Writing it up wraps it up
- You make the hypothesis,
- design the experiment to test the hypothesis,
- do the experiment,
- make observations,
- record them,
- evaluate your results
- and draw conclusions.
Oh yes. Then you write it up.
And if you’re DaVinci, father of experimental design, you write it on any scrap of paper handy, forward or backward, left-handed.
Well, I am no DaVinci, but I am extremely indebted to him for recording his experimentations. Because he has allowed even us average people to follow his process. That’s the thing about writing it down: it allows you to share it, verbatim, and these days with lots and lots of people at the click of a button.
I remember hating doing write ups in science lab when I was in school. There was so much detail to be attended to. You had to have just the right format, the right dependent and independent variables, the right units on your axes. For crying out loud, why not just tell people what you did? All they wanted to know was your conclusion, anyway. Right?
Wrong. Because it isn’t the work of science to conclude. It’s the work of science to discover. And then to test the discovery to see if it can be repeated, to determine if the conclusion is valid and then can be applied to the next inquiry. Science is just a process. Writing it up allows us to share it. Until it is written, it is incomplete.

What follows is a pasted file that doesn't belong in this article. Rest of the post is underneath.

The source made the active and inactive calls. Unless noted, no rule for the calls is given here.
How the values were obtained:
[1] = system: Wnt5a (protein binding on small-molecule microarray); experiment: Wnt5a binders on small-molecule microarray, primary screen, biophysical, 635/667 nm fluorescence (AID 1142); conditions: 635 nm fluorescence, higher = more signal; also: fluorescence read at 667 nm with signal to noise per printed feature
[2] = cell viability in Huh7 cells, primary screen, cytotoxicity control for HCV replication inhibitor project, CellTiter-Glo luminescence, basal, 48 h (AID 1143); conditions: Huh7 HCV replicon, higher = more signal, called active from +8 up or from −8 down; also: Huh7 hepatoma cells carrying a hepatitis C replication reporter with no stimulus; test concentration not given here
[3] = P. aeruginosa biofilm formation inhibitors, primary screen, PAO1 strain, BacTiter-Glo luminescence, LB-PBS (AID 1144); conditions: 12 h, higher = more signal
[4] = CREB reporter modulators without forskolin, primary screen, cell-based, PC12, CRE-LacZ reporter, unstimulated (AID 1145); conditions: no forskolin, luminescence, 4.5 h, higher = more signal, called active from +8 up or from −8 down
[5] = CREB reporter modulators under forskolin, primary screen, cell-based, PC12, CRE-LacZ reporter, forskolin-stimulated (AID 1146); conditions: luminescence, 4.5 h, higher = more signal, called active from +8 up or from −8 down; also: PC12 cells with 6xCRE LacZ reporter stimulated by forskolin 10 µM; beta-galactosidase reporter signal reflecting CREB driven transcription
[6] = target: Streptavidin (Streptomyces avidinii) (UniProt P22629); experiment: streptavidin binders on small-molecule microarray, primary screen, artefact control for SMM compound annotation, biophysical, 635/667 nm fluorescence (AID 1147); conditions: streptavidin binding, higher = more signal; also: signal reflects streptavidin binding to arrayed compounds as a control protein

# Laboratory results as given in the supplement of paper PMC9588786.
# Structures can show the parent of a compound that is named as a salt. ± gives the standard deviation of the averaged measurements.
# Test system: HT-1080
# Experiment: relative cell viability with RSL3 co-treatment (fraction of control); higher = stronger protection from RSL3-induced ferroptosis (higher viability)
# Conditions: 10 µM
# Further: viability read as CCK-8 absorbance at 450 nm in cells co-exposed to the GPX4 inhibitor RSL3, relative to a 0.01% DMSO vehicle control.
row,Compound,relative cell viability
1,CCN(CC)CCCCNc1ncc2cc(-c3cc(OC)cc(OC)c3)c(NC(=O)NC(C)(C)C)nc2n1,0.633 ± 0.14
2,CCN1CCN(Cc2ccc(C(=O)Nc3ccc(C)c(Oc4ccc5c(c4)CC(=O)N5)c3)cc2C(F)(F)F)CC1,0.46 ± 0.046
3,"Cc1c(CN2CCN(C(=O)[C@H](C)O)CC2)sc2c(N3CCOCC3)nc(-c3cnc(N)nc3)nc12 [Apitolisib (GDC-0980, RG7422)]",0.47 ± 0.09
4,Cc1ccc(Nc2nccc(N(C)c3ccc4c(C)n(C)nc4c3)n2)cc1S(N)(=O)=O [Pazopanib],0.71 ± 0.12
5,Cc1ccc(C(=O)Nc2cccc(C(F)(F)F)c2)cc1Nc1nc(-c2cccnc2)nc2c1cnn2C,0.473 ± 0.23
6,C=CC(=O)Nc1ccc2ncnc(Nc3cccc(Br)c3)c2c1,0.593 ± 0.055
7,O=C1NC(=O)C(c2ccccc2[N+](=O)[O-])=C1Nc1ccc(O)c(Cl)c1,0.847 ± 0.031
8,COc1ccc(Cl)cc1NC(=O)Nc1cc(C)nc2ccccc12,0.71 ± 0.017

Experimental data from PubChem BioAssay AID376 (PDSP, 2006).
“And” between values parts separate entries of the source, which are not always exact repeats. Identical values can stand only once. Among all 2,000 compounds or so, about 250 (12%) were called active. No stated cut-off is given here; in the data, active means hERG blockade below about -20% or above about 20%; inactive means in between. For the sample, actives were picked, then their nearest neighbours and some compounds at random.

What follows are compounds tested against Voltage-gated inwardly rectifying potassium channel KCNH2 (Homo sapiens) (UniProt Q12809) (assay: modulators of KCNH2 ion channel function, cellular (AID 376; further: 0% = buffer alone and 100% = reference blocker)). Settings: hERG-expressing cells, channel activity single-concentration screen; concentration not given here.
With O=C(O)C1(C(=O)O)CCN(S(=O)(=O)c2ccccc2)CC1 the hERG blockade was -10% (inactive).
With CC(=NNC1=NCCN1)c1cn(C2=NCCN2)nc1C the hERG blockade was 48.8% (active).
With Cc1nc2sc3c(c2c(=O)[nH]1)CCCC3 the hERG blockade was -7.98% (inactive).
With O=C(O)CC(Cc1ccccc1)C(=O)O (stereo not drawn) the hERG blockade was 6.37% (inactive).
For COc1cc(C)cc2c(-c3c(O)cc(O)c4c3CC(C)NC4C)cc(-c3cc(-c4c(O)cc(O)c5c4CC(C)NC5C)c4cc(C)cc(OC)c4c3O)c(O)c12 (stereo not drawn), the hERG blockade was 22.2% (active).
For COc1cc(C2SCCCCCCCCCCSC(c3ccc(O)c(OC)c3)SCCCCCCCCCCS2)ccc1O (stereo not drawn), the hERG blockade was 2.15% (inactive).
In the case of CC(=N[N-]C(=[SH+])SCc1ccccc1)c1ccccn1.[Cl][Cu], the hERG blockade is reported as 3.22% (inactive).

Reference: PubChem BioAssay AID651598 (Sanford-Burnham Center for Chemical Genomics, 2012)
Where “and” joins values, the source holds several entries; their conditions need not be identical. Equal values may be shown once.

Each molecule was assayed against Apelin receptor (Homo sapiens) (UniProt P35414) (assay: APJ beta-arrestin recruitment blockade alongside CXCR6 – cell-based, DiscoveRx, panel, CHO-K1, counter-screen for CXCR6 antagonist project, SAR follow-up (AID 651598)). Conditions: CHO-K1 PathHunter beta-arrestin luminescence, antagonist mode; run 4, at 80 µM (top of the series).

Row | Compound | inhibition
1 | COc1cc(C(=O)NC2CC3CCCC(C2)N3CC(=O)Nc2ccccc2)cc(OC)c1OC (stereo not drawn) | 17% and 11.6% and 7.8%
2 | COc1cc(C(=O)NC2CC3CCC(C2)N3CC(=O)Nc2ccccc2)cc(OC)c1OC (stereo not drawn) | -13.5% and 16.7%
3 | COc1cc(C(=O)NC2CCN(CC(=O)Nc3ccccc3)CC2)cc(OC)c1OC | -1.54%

That’s what my teachers’ grade book said and I still find it so today. Whatever discovering experience I have is incomplete until I write it up. Even the interesting ones that leave me scratching my head feel completed when I write them. Often, because doing so results in discovery. I wonder if I am just living my life according to scientific process.
I guess, in this light, it’s not that unusual that a scientist has become a writer. It just seems so much more valuable to share what we find rather than keep it to ourselves.
I read this morning,
We declare to you what we have seen and heard so that you also may have fellowship with us; and truly our fellowship is with the Father and with his Son Jesus Christ.”
~ 1 John 1:3
Sounds a lot like scientific process. And then,
“We are writing these things so that our joy may be complete.” (1 John 1:4)
Aha! The Bible writers had to do write ups too! But for them it completed the joy. Maybe that’s why I feel the need to write. It just wraps things up. Then, of course, it makes the perfect Gift.
Posted on December 7, 2012, in Life, Mind and tagged art, Bible, Christmas, completion, DaVinci, experimental design, finishing, gifts, God, Jesus, Science, science lab, scientific process, writers, writing. Bookmark the permalink. 2 Comments.